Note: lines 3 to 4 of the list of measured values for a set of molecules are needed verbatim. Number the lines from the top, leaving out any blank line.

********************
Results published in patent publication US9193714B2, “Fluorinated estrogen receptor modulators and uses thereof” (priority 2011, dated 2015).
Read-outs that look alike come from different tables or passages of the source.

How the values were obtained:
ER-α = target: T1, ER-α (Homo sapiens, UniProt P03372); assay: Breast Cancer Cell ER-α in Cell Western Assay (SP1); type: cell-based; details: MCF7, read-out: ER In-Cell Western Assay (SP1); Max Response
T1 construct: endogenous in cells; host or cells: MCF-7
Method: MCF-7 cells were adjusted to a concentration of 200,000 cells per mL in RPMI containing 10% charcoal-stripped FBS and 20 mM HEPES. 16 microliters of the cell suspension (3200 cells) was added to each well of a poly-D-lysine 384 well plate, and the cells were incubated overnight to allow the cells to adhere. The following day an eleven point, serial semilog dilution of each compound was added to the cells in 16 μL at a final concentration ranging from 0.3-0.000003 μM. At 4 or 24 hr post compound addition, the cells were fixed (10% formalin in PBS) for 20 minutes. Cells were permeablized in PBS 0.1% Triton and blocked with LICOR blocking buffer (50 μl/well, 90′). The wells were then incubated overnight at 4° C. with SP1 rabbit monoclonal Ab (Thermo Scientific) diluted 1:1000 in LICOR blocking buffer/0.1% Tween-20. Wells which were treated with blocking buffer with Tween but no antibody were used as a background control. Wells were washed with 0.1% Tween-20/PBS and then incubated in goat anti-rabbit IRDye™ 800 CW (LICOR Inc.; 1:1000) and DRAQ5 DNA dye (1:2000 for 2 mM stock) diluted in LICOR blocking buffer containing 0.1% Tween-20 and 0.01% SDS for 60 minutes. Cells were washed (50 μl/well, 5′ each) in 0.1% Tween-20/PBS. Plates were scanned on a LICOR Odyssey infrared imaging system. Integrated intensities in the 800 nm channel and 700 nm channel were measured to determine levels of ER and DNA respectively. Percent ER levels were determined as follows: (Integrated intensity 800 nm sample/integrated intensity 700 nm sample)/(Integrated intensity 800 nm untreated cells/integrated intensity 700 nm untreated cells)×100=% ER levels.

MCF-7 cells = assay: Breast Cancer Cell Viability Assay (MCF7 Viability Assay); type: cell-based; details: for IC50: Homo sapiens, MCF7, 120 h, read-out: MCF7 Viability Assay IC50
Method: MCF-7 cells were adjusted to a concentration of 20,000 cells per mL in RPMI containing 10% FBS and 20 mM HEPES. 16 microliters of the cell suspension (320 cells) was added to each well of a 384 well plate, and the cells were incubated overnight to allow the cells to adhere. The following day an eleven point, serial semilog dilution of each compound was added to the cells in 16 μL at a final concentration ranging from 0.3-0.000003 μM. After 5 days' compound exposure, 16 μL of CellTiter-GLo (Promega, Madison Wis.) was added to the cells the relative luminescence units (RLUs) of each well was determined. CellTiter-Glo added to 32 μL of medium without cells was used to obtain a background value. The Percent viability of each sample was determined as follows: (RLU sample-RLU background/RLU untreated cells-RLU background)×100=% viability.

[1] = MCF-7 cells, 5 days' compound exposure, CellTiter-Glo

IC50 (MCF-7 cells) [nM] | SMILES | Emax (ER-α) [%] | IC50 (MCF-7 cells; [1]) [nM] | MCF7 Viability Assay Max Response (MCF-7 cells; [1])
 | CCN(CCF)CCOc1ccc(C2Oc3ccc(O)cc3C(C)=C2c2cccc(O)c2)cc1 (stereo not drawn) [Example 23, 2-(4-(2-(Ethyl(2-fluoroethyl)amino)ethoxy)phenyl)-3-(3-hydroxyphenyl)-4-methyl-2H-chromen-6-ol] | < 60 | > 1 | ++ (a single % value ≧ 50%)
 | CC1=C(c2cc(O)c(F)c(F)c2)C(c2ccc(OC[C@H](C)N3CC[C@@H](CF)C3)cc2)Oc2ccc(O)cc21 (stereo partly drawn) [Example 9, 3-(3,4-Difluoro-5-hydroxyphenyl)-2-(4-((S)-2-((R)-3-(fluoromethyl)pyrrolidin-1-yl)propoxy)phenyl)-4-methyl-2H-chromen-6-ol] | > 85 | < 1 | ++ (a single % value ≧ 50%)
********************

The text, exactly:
How the values were obtained:
ER-α = target: T1, ER-α (Homo sapiens, UniProt P03372); assay: Breast Cancer Cell ER-α in Cell Western Assay (SP1); type: cell-based; details: MCF7, read-out: ER In-Cell Western Assay (SP1); Max Response